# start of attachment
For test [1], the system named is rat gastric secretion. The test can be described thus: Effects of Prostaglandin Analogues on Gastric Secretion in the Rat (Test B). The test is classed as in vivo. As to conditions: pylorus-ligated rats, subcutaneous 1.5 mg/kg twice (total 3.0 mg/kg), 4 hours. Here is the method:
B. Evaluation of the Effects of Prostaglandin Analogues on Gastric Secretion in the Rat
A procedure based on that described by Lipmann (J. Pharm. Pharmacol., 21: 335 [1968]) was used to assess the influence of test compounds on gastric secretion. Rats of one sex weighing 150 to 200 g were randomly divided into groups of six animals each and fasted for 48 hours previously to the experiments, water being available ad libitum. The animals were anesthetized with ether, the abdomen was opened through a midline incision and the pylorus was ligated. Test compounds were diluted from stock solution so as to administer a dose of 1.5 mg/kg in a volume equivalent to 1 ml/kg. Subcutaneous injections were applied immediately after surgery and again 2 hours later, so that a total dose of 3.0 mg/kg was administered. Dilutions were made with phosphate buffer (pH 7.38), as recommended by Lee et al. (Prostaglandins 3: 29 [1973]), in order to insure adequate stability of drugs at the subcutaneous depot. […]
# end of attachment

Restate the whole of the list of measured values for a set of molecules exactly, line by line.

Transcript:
For test [1], the system named is rat gastric secretion. The test can be described thus: Effects of Prostaglandin Analogues on Gastric Secretion in the Rat (Test B). The test is classed as in vivo. As to conditions: pylorus-ligated rats, subcutaneous 1.5 mg/kg twice (total 3.0 mg/kg), 4 hours. Here is the method:
B. Evaluation of the Effects of Prostaglandin Analogues on Gastric Secretion in the Rat
A procedure based on that described by Lipmann (J. Pharm. Pharmacol., 21: 335 [1968]) was used to assess the influence of test compounds on gastric secretion. Rats of one sex weighing 150 to 200 g were randomly divided into groups of six animals each and fasted for 48 hours previously to the experiments, water being available ad libitum. The animals were anesthetized with ether, the abdomen was opened through a midline incision and the pylorus was ligated. Test compounds were diluted from stock solution so as to administer a dose of 1.5 mg/kg in a volume equivalent to 1 ml/kg. Subcutaneous injections were applied immediately after surgery and again 2 hours later, so that a total dose of 3.0 mg/kg was administered. Dilutions were made with phosphate buffer (pH 7.38), as recommended by Lee et al. (Prostaglandins 3: 29 [1973]), in order to insure adequate stability of drugs at the subcutaneous depot. […]